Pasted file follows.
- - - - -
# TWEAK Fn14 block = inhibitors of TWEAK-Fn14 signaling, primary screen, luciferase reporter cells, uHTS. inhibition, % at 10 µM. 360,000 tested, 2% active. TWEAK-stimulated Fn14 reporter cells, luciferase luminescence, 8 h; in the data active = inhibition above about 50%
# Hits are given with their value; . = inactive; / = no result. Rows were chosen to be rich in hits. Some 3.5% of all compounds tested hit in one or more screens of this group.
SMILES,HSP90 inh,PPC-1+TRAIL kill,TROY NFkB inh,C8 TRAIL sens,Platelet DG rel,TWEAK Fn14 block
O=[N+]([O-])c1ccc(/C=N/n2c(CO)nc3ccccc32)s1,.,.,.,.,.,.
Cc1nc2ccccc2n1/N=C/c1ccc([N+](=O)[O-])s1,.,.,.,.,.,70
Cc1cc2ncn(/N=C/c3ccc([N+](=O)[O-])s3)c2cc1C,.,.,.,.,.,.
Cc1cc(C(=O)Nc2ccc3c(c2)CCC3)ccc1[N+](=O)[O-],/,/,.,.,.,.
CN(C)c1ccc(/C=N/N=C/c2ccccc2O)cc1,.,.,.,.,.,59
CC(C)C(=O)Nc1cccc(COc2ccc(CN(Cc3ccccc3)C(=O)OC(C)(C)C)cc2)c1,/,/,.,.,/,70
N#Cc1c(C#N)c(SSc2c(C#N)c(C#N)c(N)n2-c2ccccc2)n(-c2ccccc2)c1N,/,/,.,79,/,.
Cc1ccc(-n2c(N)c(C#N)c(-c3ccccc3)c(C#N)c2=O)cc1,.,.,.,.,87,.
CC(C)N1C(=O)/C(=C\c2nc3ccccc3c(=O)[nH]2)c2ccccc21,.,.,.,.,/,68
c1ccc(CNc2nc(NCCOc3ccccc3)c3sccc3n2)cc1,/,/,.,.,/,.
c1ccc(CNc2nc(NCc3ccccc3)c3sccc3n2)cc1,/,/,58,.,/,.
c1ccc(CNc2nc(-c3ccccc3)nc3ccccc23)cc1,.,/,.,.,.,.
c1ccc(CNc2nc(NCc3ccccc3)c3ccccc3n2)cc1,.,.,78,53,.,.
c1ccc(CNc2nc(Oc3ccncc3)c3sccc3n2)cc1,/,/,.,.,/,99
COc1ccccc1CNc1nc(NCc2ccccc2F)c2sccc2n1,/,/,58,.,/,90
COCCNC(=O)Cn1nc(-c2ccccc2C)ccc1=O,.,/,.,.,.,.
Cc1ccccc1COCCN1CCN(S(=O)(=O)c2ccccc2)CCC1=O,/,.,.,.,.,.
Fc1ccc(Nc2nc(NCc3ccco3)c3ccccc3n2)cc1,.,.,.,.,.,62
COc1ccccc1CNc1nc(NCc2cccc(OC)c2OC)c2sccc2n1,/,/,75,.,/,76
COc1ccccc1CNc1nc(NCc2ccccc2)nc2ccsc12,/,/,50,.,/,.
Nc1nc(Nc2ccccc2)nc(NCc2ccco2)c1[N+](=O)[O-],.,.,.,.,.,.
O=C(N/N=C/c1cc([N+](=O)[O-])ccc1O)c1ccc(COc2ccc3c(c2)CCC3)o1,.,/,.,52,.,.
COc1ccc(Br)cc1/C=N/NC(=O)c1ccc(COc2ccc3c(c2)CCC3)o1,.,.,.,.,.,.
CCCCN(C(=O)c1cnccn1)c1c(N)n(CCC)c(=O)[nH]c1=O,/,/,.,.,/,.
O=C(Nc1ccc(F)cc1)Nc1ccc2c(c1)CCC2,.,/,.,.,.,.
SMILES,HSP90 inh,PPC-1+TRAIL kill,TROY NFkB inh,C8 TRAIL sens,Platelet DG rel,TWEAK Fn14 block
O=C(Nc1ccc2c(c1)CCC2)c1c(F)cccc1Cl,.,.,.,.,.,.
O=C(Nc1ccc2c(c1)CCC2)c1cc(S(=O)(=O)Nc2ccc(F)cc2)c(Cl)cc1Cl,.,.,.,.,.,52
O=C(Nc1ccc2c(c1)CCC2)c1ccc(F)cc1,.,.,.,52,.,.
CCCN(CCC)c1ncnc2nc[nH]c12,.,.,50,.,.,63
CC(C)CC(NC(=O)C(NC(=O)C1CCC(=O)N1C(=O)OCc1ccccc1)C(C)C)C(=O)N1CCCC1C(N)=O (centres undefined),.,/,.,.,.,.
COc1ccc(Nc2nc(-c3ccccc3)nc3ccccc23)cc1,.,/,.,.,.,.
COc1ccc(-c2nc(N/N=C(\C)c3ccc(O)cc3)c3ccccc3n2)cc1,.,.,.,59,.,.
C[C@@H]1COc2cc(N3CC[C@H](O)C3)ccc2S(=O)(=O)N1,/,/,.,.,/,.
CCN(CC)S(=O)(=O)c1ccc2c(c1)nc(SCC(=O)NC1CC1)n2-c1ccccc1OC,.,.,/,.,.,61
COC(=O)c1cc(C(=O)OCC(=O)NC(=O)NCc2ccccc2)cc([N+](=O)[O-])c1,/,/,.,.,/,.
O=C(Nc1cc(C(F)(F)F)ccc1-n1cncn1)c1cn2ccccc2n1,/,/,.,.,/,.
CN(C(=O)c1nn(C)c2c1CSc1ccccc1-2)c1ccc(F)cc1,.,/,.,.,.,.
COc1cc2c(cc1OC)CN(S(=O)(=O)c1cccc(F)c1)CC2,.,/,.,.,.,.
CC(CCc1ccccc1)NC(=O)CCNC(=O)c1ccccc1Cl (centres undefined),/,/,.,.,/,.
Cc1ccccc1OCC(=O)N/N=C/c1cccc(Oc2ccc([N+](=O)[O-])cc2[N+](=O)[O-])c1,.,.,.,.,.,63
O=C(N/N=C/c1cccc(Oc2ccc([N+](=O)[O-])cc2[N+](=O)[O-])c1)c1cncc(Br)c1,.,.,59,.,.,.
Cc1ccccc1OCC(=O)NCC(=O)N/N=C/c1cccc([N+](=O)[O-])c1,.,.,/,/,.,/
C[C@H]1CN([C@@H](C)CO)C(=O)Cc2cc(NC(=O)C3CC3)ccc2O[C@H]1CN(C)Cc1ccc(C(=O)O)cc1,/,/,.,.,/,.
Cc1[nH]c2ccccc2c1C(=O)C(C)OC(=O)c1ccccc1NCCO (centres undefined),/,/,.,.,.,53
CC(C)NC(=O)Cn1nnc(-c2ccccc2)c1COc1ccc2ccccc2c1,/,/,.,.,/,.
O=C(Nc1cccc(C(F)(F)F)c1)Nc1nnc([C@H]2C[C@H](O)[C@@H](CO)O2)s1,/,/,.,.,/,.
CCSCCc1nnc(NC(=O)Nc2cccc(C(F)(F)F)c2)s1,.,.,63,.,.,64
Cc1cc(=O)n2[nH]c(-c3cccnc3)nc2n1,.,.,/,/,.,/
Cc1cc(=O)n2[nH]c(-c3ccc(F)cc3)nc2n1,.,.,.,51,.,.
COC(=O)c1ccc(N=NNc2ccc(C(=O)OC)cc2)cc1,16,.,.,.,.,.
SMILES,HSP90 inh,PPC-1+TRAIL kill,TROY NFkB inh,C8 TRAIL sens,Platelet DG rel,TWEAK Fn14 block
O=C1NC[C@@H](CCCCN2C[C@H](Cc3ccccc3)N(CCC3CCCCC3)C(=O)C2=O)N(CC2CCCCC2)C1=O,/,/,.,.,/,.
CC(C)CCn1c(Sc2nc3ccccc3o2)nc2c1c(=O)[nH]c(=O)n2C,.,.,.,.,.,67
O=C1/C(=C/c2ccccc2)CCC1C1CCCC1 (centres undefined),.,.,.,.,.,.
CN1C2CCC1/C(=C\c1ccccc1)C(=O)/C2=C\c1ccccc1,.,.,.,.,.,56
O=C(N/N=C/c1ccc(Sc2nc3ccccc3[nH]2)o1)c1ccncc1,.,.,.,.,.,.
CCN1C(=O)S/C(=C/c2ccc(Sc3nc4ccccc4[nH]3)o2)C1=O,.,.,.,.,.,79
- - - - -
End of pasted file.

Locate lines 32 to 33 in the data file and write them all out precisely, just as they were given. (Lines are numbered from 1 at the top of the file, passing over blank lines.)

O=C(Nc1ccc2c(c1)CCC2)c1ccc(F)cc1,.,.,.,52,.,.
CCCN(CCC)c1ncnc2nc[nH]c12,.,.,50,.,.,63